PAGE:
1781: "I am sorry to tell you that the unkind behaviour of both their
Majesties, but in particular of the Queen, is such that it is hardly bearable."
One of their sisters later recalled how she had seen him and Prince Frederick "held
by their tutors to be flogged like dogs with a long whip". For some years the Prince
of Wales pleaded for a separate establishment and hoped to get his own way by embarrassing
his father through encouraging the opposition. Finally, when he was 21 years old, George
III was forced to grant his eldest son an income of his own.
Nevertheless, relations between old and young George gradually became worse. It was as though his parents' dull domestic way of living, and their constant criticism of his extravagance, incited the Crown Prince to further dissipation and expenditure, just as his father's faithfulness to a physically unappealing wife made it all the harder for the King to bear the Prince's shamefully licentious behaviour with a succession of attractive and amusing women2. In 1785 the Crown Prince (to the right) secretly married the catholic widow Maria Smythe (1756-1837), known as "Mrs. Herbert". As soon as George III found out, he had the marriage declared invalid. Nevertheless, Prince Augustus twice married non-Royal women. Prince William (1765-1837)4 had a long-lasting relationship with his mistress Dorothea Bland (1761-1816), known as "Mrs. Jordan", which resulted in 10 illegitimate children. In 1791 Frederick of York married Frederica of Prussia (1767-1820), a relative, and four years later the Prince of Wales and his cousin Caroline of Brunswick (1768-1821)5 were united in an unhappy marriage.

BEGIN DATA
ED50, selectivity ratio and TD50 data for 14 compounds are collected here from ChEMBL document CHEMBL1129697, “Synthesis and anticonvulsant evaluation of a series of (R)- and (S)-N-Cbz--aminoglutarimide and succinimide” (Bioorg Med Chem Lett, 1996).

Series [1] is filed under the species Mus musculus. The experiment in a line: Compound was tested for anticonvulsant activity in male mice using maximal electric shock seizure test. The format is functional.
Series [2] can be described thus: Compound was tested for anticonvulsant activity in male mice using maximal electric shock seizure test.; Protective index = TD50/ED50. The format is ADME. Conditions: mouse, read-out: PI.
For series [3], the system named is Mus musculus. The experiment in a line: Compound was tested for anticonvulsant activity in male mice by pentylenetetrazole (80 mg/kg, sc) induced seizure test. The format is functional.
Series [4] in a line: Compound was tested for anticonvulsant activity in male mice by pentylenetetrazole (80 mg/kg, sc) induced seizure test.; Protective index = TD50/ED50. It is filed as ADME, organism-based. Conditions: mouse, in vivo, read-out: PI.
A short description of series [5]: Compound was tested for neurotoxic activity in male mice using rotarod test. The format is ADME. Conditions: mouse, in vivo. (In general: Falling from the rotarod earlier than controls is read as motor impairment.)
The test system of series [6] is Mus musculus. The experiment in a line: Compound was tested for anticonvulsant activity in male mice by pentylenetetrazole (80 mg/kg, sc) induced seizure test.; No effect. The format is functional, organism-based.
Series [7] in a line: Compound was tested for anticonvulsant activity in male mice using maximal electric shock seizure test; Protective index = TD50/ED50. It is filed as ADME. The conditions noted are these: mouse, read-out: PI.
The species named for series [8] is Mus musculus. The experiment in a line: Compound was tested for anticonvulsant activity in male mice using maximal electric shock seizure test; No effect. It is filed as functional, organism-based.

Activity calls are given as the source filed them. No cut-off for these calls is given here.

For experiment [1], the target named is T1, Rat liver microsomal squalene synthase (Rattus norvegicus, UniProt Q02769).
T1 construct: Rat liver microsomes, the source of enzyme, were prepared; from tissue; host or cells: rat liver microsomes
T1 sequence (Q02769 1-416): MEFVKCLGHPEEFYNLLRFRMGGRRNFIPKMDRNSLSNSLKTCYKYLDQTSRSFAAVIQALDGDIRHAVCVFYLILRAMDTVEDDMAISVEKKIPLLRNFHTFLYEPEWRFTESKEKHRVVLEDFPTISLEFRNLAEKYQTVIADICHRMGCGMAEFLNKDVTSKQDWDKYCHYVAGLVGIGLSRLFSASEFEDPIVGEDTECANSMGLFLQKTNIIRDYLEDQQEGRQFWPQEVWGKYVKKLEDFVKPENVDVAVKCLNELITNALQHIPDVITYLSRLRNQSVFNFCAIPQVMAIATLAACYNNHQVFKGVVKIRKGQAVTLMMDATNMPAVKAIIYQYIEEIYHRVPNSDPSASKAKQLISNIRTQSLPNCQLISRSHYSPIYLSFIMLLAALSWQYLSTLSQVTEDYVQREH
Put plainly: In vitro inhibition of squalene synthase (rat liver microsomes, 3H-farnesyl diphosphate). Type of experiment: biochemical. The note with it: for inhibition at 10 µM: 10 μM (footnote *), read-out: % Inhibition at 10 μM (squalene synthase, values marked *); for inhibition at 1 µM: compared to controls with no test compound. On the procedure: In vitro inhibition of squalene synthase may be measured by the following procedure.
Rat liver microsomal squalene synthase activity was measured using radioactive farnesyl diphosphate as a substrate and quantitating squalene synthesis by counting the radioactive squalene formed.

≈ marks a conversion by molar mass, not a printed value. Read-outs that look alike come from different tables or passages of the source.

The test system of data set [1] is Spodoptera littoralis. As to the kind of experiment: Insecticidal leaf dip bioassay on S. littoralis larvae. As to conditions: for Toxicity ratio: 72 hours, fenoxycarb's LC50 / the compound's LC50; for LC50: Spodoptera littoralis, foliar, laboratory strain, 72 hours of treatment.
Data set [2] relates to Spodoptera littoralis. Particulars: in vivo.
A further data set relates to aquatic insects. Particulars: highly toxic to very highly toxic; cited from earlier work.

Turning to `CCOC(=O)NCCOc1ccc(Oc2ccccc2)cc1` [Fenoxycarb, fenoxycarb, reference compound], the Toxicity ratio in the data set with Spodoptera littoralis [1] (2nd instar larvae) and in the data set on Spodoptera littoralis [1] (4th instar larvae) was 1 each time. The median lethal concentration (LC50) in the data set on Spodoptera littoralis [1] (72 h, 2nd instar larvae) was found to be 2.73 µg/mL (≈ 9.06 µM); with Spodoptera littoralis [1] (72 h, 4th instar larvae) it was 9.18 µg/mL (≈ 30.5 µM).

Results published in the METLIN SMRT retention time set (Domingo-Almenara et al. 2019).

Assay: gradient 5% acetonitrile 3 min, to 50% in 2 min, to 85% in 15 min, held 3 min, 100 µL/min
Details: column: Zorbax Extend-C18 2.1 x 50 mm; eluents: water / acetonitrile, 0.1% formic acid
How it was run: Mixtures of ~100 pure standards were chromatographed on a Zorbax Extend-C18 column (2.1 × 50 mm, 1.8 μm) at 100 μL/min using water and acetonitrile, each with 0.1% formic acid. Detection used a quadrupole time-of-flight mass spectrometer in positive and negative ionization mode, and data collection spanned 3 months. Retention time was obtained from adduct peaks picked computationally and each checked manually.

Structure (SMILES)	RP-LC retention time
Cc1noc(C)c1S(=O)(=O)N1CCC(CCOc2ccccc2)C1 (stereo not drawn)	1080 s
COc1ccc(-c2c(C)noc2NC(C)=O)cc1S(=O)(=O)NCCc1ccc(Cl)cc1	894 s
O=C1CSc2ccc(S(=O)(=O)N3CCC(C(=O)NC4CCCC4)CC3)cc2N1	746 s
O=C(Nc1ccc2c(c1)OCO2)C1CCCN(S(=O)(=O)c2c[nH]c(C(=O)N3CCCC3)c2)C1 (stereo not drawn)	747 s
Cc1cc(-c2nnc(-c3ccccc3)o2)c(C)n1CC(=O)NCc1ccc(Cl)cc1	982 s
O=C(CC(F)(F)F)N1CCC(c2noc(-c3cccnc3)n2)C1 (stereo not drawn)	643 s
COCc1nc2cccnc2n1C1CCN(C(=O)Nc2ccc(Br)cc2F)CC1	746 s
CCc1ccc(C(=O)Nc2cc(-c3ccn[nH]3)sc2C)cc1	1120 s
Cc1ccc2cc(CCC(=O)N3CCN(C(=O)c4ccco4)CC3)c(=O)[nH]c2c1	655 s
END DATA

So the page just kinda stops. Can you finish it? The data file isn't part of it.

Meanwhile, the Princesses passed their lives in almost unimaginable dullness and they did not even have a prospect of escape, because their parents did not want to be parted from them and therefore rejected all offers of marriage. In 1797 the eldest Princess, 30-year-old Charlotte (1766-1828), in desperation married the extremely corpulent6 King Frederick of Württemberg (1754-1816), whose former wife5 had disappeared under mysterious circumstances after leaving her husband for ill treatment. Still, Charlotte was lucky. While the Royal family as usual was on holiday at Weymouth in 1798 Princess Mary wrote: "This place is more dull and stupid than I can find words to express". In 1808 38-year-old Princess Elisabeth (1770-1840) wrote: "We go on vegetating as we have done for the last twenty years of our lives". The Princesses resented their mother and none of them trusted her. The Princess Royal described the Queen as a "silly woman", given to "violence and caprice", Mary commented upon her "lack of warmth, tenderness and affection" and Elisabeth described her mother as a "spoilt child".
Meanwhile, the Industrial